As with all artistic schools and movements, the Company school took some time to evolve. Indian artists attached to royal studios or schools slowly migrated to growing centres of British power in search of work and opportunities. But their sensibilities were often different from those of their European counterparts.

Their use of bright colours and flat backgrounds, for example, appalled the British audience at first. But Indians, well known for their adaptability, quickly learnt about Western preferences, and started using watercolour washes and incorporating elements like shadow, perspective and naturalism. Most Company paintings were made on paper, and were drawn with a brush using watercolour and sometimes gouache (watercolour thickened with an opaque filler).

A wedding procession, Patna, Painting on Mica (from the TAPI Collection). The bridegroom on a white horse is being led in a baraat to the bride’s house, preceded by men on elephants and on foot waving flags and pennants and by musicians playing various drums, a trumpet and of course the shehnai. Around the bridegroom men hold up flower wands and large stylised leaves, whisks and flowers and a lantern.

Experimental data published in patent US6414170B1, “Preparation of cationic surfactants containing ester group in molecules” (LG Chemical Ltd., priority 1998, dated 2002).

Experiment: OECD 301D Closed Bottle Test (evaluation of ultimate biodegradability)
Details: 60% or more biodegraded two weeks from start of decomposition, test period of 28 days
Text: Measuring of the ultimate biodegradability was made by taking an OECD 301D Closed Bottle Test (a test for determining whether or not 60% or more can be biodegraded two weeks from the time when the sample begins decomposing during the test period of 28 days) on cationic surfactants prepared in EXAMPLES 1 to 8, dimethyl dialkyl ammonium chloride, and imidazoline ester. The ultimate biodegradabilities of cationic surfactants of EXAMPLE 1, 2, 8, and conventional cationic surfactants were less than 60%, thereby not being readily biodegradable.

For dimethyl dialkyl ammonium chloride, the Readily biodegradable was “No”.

A wedding procession, Patna, Painting on Mica (from the TAPI Collection). The bridegroom on a white horse is being led in a baraat to the bride’s house, preceded by men on elephants and on foot waving flags and pennants and by musicians playing various drums, a trumpet and of course the shehnai. Around the bridegroom men hold up flower wands and large stylised leaves, whisks and flowers and a lantern.

Gold, the traditional highlighter in Indian miniatures, or occasionally silver, were used sparingly for jewellery. The styles could be slotted into the Calcutta, Delhi, Tanjore, Murshidabad, Kutch, Patna and Andhra schools by the discerning eye. Each of these schools had distinctive features but what united them were their subjects. Life in India and her people were captured like never before. And in their historical record lay their greatest worth.

For how else, in a nation obsessed with Hindu canonical narratives of gods and kings, would you know what a hookah maker from Murshidabad, a silver stick bearer from Kolkata, a seal engraver from Patna, a water carrier from Lucknow, a faqir from Delhi, a punkha-puller from Punjab, a money-changer from Kutch or a falconer from Tanjore looked like in India of the 19th century?

Indian Life and People in the 19th Century is on at the Chhatrapati Shivaji Maharaj Vastu Sangrahalaya, Mumbai, till February 17.